Plan for the Relief of the Destitute

Asenath Nicholson
Chapter II (4) | Start of Chapter

In the evening, I sat down "to gather up the fragments" of the day. I had seen painful things, I had seen pleasant things, and though all were common events, yet out of the varied materials I had put up this little parcel as worthy a second reviewal. "What ought to be done can be done." This ignorance, this hunger, this patient double-distilled misery sit with a bad grace on a benevolent Christian city like Dublin. But you answer, "It was always so, and always will."

Suppose fifty ladies in this city, who have leisure, should go out at ten in the morning, and mingle promiscuously with the poor upon the street, take their number, ascertain who is worthy, and who is unworthy; who need instruction, and who will receive it; who are idle from necessity, and who from choice; who can do one kind of work, and who another, and who can do nothing at all; who are old, and who are sickly; who can go to a place of worship, and who cannot, &c. By four o'clock in the afternoon each lady could ascertain the true condition of twenty persons at least, making in all a thousand, who might be truly deserving, and who, with a little assistance of work and necessaries, would soon be placed beyond want. But be careful that the payment be a full equivalent. Nothing gives the industrious honest poor man more encouragement than this; it makes him hope; he sees something tangible before him; he sees he may yet have a decent garment and a comfortable meal, independent of his rent; and he feels that he may sleep without the dreadful torment of a debtor's pillow. Let this going out into the "high-ways and hedges" be continued, and how many disconsolate hearts could be lifted up; how many tears would be wiped from the cheek of the orphan, and how many blessings from the lips of those who are ready to perish would be poured forth. This has been done, and can be done again. Dublin stands nobly prominent in her charitable institutions; there are none, save the poor sailor, but have a place in her kind provisions for the destitute; still there is much land to be possessed.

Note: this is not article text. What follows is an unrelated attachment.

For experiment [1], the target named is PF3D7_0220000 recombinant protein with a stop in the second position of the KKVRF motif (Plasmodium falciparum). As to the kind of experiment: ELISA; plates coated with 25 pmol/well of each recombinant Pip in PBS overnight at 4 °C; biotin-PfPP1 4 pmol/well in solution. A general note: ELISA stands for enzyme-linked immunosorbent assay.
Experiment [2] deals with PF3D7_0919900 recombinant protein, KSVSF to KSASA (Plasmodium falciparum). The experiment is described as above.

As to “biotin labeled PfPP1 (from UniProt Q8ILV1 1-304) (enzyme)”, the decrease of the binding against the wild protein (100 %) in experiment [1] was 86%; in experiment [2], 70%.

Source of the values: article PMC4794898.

Ireland’s Welome to the Stranger is one of the best accounts of Irish social conditions, customs, quirks and habits that you could wish for. The author, Mrs Asenath Nicholson, was an American widow who travelled extensively in Ireland on the eve of the Great Famine and meticulously observed the Irish peasantry at work and play, as well as noting their living conditions and diet. The book is also available from Kindle.